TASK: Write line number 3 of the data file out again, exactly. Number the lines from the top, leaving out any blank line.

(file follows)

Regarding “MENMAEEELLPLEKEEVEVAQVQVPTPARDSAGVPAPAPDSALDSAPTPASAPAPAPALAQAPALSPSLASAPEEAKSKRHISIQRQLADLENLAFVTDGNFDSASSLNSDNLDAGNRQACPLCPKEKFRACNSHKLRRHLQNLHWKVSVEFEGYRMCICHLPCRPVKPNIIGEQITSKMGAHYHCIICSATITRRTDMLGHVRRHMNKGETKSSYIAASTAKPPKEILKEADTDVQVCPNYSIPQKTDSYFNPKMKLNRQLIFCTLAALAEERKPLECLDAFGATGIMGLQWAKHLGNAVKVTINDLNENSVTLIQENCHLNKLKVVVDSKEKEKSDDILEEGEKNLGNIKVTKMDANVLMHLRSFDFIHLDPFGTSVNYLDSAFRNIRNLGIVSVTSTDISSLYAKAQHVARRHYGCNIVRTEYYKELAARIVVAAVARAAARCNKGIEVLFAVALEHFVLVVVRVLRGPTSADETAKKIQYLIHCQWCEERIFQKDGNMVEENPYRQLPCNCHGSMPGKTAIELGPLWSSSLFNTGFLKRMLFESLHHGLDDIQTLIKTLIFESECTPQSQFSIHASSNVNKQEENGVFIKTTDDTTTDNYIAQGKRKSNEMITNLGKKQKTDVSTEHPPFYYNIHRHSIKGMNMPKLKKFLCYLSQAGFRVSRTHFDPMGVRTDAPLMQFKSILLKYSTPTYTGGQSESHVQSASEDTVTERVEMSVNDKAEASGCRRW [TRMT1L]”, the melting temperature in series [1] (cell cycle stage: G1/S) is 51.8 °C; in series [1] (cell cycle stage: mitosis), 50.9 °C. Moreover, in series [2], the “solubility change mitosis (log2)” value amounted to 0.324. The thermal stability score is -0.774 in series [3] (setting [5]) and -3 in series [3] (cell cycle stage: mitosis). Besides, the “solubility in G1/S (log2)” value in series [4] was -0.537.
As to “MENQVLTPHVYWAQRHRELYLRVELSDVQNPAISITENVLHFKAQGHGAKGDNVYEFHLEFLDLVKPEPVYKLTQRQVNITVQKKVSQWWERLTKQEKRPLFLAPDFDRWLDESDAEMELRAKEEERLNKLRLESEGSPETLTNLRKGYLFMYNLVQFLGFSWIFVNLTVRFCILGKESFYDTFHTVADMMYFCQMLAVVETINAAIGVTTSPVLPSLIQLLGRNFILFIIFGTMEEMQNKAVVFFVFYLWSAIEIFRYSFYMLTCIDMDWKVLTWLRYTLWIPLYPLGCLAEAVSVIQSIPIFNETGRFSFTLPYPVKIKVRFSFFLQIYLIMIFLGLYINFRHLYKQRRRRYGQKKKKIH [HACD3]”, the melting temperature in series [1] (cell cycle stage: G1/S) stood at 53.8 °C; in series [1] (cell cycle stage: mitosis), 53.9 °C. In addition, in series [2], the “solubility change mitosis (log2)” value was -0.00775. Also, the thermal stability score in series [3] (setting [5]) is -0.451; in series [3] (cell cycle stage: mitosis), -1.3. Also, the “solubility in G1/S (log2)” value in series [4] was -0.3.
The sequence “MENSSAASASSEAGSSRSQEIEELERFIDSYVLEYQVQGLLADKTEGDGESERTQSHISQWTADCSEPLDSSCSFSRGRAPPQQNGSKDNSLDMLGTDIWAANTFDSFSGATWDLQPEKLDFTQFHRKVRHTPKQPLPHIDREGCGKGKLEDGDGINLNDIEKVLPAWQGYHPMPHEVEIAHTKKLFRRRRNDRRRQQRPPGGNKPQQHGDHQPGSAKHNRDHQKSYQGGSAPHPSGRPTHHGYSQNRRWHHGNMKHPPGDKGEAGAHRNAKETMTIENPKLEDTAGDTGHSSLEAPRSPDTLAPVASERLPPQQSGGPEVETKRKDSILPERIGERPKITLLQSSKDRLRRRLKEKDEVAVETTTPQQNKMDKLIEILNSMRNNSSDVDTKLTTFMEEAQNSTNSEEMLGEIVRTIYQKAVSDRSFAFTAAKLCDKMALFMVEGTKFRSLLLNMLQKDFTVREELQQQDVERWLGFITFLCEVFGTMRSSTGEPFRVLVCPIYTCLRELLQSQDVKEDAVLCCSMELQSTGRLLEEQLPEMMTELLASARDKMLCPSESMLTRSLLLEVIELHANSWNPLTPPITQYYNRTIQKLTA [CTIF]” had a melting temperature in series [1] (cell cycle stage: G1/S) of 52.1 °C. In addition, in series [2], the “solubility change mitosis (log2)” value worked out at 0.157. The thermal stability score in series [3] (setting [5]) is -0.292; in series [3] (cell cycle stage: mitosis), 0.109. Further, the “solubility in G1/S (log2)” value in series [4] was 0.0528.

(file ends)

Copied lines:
The sequence “MENSSAASASSEAGSSRSQEIEELERFIDSYVLEYQVQGLLADKTEGDGESERTQSHISQWTADCSEPLDSSCSFSRGRAPPQQNGSKDNSLDMLGTDIWAANTFDSFSGATWDLQPEKLDFTQFHRKVRHTPKQPLPHIDREGCGKGKLEDGDGINLNDIEKVLPAWQGYHPMPHEVEIAHTKKLFRRRRNDRRRQQRPPGGNKPQQHGDHQPGSAKHNRDHQKSYQGGSAPHPSGRPTHHGYSQNRRWHHGNMKHPPGDKGEAGAHRNAKETMTIENPKLEDTAGDTGHSSLEAPRSPDTLAPVASERLPPQQSGGPEVETKRKDSILPERIGERPKITLLQSSKDRLRRRLKEKDEVAVETTTPQQNKMDKLIEILNSMRNNSSDVDTKLTTFMEEAQNSTNSEEMLGEIVRTIYQKAVSDRSFAFTAAKLCDKMALFMVEGTKFRSLLLNMLQKDFTVREELQQQDVERWLGFITFLCEVFGTMRSSTGEPFRVLVCPIYTCLRELLQSQDVKEDAVLCCSMELQSTGRLLEEQLPEMMTELLASARDKMLCPSESMLTRSLLLEVIELHANSWNPLTPPITQYYNRTIQKLTA [CTIF]” had a melting temperature in series [1] (cell cycle stage: G1/S) of 52.1 °C. In addition, in series [2], the “solubility change mitosis (log2)” value worked out at 0.157. The thermal stability score in series [3] (setting [5]) is -0.292; in series [3] (cell cycle stage: mitosis), 0.109. Further, the “solubility in G1/S (log2)” value in series [4] was 0.0528.